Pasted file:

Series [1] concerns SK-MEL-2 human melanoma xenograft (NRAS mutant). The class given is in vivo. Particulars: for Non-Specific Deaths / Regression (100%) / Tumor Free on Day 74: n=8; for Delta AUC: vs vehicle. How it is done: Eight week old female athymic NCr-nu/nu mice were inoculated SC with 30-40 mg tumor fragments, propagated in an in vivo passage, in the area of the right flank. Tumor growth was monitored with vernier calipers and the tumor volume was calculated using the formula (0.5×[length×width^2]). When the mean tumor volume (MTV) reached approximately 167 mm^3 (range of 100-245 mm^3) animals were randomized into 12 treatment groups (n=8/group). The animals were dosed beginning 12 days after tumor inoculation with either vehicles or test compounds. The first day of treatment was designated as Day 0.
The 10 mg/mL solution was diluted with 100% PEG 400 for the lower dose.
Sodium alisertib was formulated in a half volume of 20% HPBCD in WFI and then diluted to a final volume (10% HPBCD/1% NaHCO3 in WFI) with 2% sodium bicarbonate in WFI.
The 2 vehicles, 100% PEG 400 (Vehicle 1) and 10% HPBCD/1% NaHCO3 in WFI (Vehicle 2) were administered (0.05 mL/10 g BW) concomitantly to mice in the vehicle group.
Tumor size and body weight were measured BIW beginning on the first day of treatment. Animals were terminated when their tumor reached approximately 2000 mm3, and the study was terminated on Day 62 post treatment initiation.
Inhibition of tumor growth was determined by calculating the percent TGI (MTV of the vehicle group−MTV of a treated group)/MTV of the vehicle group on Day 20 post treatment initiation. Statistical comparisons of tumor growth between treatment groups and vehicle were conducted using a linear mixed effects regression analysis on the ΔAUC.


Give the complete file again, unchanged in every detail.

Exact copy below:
Series [1] concerns SK-MEL-2 human melanoma xenograft (NRAS mutant). The class given is in vivo. Particulars: for Non-Specific Deaths / Regression (100%) / Tumor Free on Day 74: n=8; for Delta AUC: vs vehicle. How it is done: Eight week old female athymic NCr-nu/nu mice were inoculated SC with 30-40 mg tumor fragments, propagated in an in vivo passage, in the area of the right flank. Tumor growth was monitored with vernier calipers and the tumor volume was calculated using the formula (0.5×[length×width^2]). When the mean tumor volume (MTV) reached approximately 167 mm^3 (range of 100-245 mm^3) animals were randomized into 12 treatment groups (n=8/group). The animals were dosed beginning 12 days after tumor inoculation with either vehicles or test compounds. The first day of treatment was designated as Day 0.
The 10 mg/mL solution was diluted with 100% PEG 400 for the lower dose.
Sodium alisertib was formulated in a half volume of 20% HPBCD in WFI and then diluted to a final volume (10% HPBCD/1% NaHCO3 in WFI) with 2% sodium bicarbonate in WFI.
The 2 vehicles, 100% PEG 400 (Vehicle 1) and 10% HPBCD/1% NaHCO3 in WFI (Vehicle 2) were administered (0.05 mL/10 g BW) concomitantly to mice in the vehicle group.
Tumor size and body weight were measured BIW beginning on the first day of treatment. Animals were terminated when their tumor reached approximately 2000 mm3, and the study was terminated on Day 62 post treatment initiation.
Inhibition of tumor growth was determined by calculating the percent TGI (MTV of the vehicle group−MTV of a treated group)/MTV of the vehicle group on Day 20 post treatment initiation. Statistical comparisons of tumor growth between treatment groups and vehicle were conducted using a linear mixed effects regression analysis on the ΔAUC.